EXCIMER trephination was performed using a 193-nm excimer laser MEL70 (Carl Zeiss Meditec, Jena, Germany) along with metal masks at a 25-Hz repetition rate and 1.2-mm spot diameter. For donor trephination from the epithelial side by using the EXCIMER, a curved circular metal aperture mask (diameter, 8.1 mm in KC and 7.6 mm in FUCHS; central opening, 3.0 mm for centration; thickness, 0.5 mm; weight, 0.173 g; eight orientation teeth, 0.15 × 0.3 mm) was positioned on a corneoscleral button (16-mm diameter) fixed in an artificial anterior chamber under microscopic control. After perforation, the remaining stromal lamellae and Descemet’s membrane were cut with curved corneal microscissors. The donor oversize was 0.1 mm in all cases. For recipient trephination, a corresponding circular metal mask was used (diameter, 12.9 mm; central opening, 8.0 mm for KC and 7.5 mm for FUCHS; thickness, 0.5 mm; weight, 0.29 g; eight orientation notches, 0.15 × 0.3 mm). The laser beam was guided automatically along the edge of the mask without ablating the central cornea. After focal corneal perforation, the remaining deep stromal lamellae and Descemet’s membrane were cut with curved corneal microscissors.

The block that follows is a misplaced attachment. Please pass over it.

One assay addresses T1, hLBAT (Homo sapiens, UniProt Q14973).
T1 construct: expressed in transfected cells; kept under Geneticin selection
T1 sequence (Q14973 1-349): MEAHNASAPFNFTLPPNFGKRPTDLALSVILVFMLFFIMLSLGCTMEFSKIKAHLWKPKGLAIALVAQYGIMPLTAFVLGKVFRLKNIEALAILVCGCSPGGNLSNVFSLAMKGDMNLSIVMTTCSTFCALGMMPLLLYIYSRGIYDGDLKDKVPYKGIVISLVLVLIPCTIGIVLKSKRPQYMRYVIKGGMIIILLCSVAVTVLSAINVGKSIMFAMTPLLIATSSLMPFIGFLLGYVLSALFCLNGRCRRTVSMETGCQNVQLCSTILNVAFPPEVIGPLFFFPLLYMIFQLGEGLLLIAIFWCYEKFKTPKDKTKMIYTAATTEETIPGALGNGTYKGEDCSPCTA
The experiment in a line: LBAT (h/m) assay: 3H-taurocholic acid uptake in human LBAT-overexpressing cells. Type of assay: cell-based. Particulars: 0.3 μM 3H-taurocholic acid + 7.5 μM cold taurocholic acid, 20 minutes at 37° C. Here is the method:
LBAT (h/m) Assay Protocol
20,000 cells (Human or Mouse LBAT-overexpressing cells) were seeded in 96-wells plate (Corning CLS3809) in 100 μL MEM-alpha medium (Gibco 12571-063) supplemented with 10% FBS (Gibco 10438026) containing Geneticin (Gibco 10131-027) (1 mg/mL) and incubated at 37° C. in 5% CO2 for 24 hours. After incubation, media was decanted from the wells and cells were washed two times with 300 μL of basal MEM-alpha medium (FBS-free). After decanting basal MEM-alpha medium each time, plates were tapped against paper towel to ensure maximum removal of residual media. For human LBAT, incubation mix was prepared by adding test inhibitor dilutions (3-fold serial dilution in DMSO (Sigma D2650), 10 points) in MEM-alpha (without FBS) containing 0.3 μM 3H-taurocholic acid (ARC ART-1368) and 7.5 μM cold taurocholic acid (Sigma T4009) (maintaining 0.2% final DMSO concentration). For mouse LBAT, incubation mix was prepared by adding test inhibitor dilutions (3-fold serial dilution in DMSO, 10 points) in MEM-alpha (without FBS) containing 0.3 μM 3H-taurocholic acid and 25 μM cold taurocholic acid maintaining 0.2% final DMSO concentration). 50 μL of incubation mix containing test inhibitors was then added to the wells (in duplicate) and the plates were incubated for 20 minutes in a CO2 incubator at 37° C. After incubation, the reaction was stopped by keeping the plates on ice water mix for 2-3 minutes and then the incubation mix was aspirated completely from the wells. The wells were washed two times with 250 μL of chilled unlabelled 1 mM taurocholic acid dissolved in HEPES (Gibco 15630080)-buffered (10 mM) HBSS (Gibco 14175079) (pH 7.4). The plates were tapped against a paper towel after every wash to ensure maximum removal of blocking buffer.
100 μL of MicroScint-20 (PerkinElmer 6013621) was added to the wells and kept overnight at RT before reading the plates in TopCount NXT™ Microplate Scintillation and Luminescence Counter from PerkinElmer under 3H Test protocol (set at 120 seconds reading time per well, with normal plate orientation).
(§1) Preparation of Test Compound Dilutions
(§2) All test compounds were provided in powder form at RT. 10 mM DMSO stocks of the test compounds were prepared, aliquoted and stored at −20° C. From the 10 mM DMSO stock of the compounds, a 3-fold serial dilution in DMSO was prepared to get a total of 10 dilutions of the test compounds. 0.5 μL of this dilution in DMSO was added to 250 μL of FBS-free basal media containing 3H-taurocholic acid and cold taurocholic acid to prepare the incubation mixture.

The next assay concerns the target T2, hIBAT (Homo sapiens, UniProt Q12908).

FEMTO trephination was performed using a 60-KHz IntraLase femtosecond laser (Abbott Medical Optics, Abbott Park, IL, USA). The mushroom profile (8.5-mm upper and 7.5-mm lower diameters) was used in patients with KC, and the top-hat profile (7.5-mm upper and 8.5-mm lower diameters) was used in patients with FUCHS. In all cases, we used 0.1 μJ less energy than the maximum energy in the posterior side cut, 0.5 μJ less energy than the maximum energy in the anterior side cut, and 0.4 μJ less energy than the maximum energy in the ring lamellar cut (range 2.3–2.9 μJ). The eight alignment incisions in both the donor and recipient were created as follows: energy, 1.5 μJ; length, 1000-μm width, 50 μm; spot separation, 6 μm; line separation, 6 μm; and layer separation, 5 μm. The radial offsets were + 2 in all recipients (i.e., all the alignment incisions were outside the trephination) and − 2 in all donors (i.e., all the alignment incisions were inside the trephination). On the anterior side cuts, the spot separation and layer separation were both 3 μm; in the ring lamellar cut (spiral pattern), the tangential spot separation was 5 μm and the radial spot separation was 4 μm; and on the posterior side cut, the spot separation was 3 μm and the layer separation was 2 μm. The depth of the lamellar cut of the donor and recipient was 2/3 of the mean corneal thickness of the graft and recipient’s eye, respectively. All side cut diameters (anterior and posterior side cuts) were 0.1 mm larger than the resulting diameter, thus overlapping each other. The donor cornea was placed into an artificial anterior chamber (Polytech, Roßdorf, Germany) to achieve trephination from the epithelial side. Each laser procedure requires a disposable glass interface, which applanates the cornea during the laser procedure. For laser trephination of the recipient’s cornea, the eye was fixated by means of a vacuum suction ring. The glass cone interface was placed within the suction ring so that the cornea was applanated. After laser trephination, the corneal button was removed with forceps and a spatula under microscopic control. If necessary, microscissors were used to complete the incision [13].